On August 9, 1974, amid the turbulence of the Watergate moment, Gerald R. Ford found himself in the extraordinary circumstance of assuming the presidency of the United States without first having faced the American electorate as a candidate for president or vice president.

Ford handled the unsettling transition as gently as he could.

“I assume the Presidency under extraordinary circumstances never before experienced by Americans,” the new President told the American people in a televised address on the hot August day when he took over the office that had been abandoned by the disgraced Richard Nixon. “I am acutely aware that you have not elected me as your President by your ballots, and so I ask you to confirm me as your President with your prayers.”

Ford, who died Tuesday at age 93, tried to put the best spin on his assumption of the presidency. “My fellow Americans, our long national nightmare is over,” he declared. “Our Constitution works; our great Republic is a government of laws and not of men. Here the people rule.”

As genuine and decent a fellow as may have been–and, having enjoyed the opportunity to interview Ford several times, I do believe he was that–the new President got that last line wrong.

The people did not rule.

The presidency fell to a man who had never been elected by the voters of more than the single US House district in Michigan that Ford had represented for several decades. That’s not the way a democracy is supposed to work.

Ford had been a popular and well-positioned member of the Republican minority in the House when in the fall of 1973, following the abrupt resignation of corrupt former Vice President Spiro Agnew, the congressman was plucked from relative obscurity by Nixon to fill the No. 2 position in the land. According to the then relatively new 25th Amendment to the Constitution, which set up procedures for filling a vacant vice presidential office, Ford had to be confirmed by the House and Senate.

Yet, only three senators — Maine’s William Hathaway, Wisconsin’s Gaylord Nelson and Missouri’s Thomas Eagleton–voted against Ford’s confirmation to serve as vice president, as did a handful of House members. The concerns expressed by the dissenters varied. But underpinning them was a recognition that a man who had not faced the national electorate could assume the presidency.

Less than one year later, after Nixon was forced to resign, Ford did, indeed, become the nation’s chief executive.

As President, Ford served more ably and honestly than many of his successors. But he was, and will always be, remembered as an accidental President. Perhaps that is not fair to him, but nor is it fair to the American people to have a President assume office in such a dysfunctional manner.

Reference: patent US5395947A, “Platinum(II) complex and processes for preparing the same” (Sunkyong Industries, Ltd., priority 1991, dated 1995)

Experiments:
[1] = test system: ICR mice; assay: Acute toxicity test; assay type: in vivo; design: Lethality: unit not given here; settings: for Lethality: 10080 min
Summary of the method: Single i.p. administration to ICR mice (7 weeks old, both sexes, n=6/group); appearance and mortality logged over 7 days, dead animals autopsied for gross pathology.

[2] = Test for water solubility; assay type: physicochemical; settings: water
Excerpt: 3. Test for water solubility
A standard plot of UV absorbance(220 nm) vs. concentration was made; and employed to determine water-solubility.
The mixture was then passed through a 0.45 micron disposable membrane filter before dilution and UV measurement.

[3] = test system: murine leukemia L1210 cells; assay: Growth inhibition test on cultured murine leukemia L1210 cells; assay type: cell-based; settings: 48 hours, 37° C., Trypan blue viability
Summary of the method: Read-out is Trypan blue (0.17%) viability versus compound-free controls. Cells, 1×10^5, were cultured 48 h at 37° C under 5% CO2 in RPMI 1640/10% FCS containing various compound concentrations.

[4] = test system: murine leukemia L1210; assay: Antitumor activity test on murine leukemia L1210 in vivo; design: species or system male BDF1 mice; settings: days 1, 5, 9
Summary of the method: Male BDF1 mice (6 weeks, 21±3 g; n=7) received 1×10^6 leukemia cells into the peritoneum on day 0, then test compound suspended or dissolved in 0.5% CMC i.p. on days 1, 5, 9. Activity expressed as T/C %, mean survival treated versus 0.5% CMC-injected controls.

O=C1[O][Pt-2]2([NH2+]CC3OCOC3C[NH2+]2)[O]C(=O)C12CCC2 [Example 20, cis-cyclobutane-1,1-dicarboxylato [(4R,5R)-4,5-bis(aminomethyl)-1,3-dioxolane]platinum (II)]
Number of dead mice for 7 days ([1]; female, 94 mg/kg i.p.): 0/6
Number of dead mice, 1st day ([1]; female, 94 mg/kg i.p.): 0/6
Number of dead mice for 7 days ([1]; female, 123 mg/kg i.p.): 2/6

There will be a bit of discussion about how best to honor Ford. But, in truth, the best way to honor this former President is to close the Constitutional loophole that allowed him to become President. The presidency is already too regal to permit chief executives to annoint their successors–and, perhaps, to extract the promise of a full presidential pardon or some other favor, as critics suggested Nixon did with Ford.

It would be better to return to the old, pre-25th Amendment, practice of allowing an abandoned vice presidential office to remain vacant and allowing the Speaker of the House to assume the presidency in an emergency situation. It would be better still to set up a healthier procedure–perhaps even a special national election, along the lines regularly employed in other countries–to choose a new vice president.

Whatever the solution, the fact remains that something should be done.

There is a great deal of talk these days about how best to cure what ails American democracy. There are plenty of issues to address. But if Americans ever get serious about restoring the battered infrastructure of democracy, they will want to close the loopholes that allow someone who has never faced the great mass of American voters–and, theoretically, who has not faced any voters–to become President.


John Nichols’ new book, THE GENIUS OF IMPEACHMENT: The Founders’ Cure for Royalism has been hailed by authors and historians Gore Vidal, Studs Terkel and Howard Zinn for its meticulous research into the intentions of the founders and embraced by activists for its groundbreaking arguments on behalf of presidential accountability. After reviewing recent books on impeachment, Rolling Stone political writer Tim Dickinson, writes in the latest issue of Mother Jones, “John Nichols’ nervy, acerbic, passionately argued history-cum-polemic, The Genius of Impeachment, stands apart. It concerns itself far less with the particulars of the legal case against Bush and Cheney, and instead combines a rich examination of the parliamentary roots and past use of the “heroic medicine” that is impeachment with a call for Democratic leaders to ‘reclaim and reuse the most vital tool handed to us by the founders for the defense of our most basic liberties.'”

The Genius of Impeachment can be found at independent bookstores and at www.amazon.com